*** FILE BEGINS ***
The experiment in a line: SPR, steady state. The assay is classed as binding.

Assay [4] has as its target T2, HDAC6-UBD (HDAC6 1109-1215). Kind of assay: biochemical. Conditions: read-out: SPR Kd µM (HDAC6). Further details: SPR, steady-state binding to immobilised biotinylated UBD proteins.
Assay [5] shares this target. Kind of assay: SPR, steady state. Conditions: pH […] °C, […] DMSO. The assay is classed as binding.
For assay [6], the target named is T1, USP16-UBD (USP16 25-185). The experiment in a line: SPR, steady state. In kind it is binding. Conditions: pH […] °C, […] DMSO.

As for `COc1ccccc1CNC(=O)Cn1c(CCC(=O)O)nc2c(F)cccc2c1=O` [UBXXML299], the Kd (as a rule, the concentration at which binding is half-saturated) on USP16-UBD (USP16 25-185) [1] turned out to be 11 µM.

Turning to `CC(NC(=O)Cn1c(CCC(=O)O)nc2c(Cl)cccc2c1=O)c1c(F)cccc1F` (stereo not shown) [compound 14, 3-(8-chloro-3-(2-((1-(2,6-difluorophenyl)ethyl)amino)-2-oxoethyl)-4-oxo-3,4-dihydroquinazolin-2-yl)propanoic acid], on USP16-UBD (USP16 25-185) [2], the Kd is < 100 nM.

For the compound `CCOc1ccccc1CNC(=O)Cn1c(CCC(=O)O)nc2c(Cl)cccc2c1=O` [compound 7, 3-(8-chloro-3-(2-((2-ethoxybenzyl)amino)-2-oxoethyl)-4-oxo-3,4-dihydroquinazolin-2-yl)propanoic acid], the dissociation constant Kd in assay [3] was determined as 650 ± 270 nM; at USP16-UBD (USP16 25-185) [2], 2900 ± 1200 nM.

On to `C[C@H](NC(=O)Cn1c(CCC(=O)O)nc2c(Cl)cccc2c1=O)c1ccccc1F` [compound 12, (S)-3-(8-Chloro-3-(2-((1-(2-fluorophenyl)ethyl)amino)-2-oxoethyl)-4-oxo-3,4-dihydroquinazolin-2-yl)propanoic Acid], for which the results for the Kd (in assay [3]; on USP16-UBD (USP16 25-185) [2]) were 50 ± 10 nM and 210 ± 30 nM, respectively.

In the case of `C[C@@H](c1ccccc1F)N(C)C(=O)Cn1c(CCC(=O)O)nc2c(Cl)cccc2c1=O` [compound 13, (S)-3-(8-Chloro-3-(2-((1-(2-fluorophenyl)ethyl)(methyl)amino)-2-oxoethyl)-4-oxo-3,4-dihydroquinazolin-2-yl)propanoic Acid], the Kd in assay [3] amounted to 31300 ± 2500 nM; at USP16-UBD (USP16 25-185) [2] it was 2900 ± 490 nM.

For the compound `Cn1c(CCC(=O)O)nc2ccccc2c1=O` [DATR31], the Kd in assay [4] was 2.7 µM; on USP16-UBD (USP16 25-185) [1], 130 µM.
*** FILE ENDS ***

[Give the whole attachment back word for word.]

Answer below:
The experiment in a line: SPR, steady state. The assay is classed as binding.

Assay [4] has as its target T2, HDAC6-UBD (HDAC6 1109-1215). Kind of assay: biochemical. Conditions: read-out: SPR Kd µM (HDAC6). Further details: SPR, steady-state binding to immobilised biotinylated UBD proteins.
Assay [5] shares this target. Kind of assay: SPR, steady state. Conditions: pH […] °C, […] DMSO. The assay is classed as binding.
For assay [6], the target named is T1, USP16-UBD (USP16 25-185). The experiment in a line: SPR, steady state. In kind it is binding. Conditions: pH […] °C, […] DMSO.

As for `COc1ccccc1CNC(=O)Cn1c(CCC(=O)O)nc2c(F)cccc2c1=O` [UBXXML299], the Kd (as a rule, the concentration at which binding is half-saturated) on USP16-UBD (USP16 25-185) [1] turned out to be 11 µM.

Turning to `CC(NC(=O)Cn1c(CCC(=O)O)nc2c(Cl)cccc2c1=O)c1c(F)cccc1F` (stereo not shown) [compound 14, 3-(8-chloro-3-(2-((1-(2,6-difluorophenyl)ethyl)amino)-2-oxoethyl)-4-oxo-3,4-dihydroquinazolin-2-yl)propanoic acid], on USP16-UBD (USP16 25-185) [2], the Kd is < 100 nM.

For the compound `CCOc1ccccc1CNC(=O)Cn1c(CCC(=O)O)nc2c(Cl)cccc2c1=O` [compound 7, 3-(8-chloro-3-(2-((2-ethoxybenzyl)amino)-2-oxoethyl)-4-oxo-3,4-dihydroquinazolin-2-yl)propanoic acid], the dissociation constant Kd in assay [3] was determined as 650 ± 270 nM; at USP16-UBD (USP16 25-185) [2], 2900 ± 1200 nM.

On to `C[C@H](NC(=O)Cn1c(CCC(=O)O)nc2c(Cl)cccc2c1=O)c1ccccc1F` [compound 12, (S)-3-(8-Chloro-3-(2-((1-(2-fluorophenyl)ethyl)amino)-2-oxoethyl)-4-oxo-3,4-dihydroquinazolin-2-yl)propanoic Acid], for which the results for the Kd (in assay [3]; on USP16-UBD (USP16 25-185) [2]) were 50 ± 10 nM and 210 ± 30 nM, respectively.

In the case of `C[C@@H](c1ccccc1F)N(C)C(=O)Cn1c(CCC(=O)O)nc2c(Cl)cccc2c1=O` [compound 13, (S)-3-(8-Chloro-3-(2-((1-(2-fluorophenyl)ethyl)(methyl)amino)-2-oxoethyl)-4-oxo-3,4-dihydroquinazolin-2-yl)propanoic Acid], the Kd in assay [3] amounted to 31300 ± 2500 nM; at USP16-UBD (USP16 25-185) [2] it was 2900 ± 490 nM.

For the compound `Cn1c(CCC(=O)O)nc2ccccc2c1=O` [DATR31], the Kd in assay [4] was 2.7 µM; on USP16-UBD (USP16 25-185) [1], 130 µM.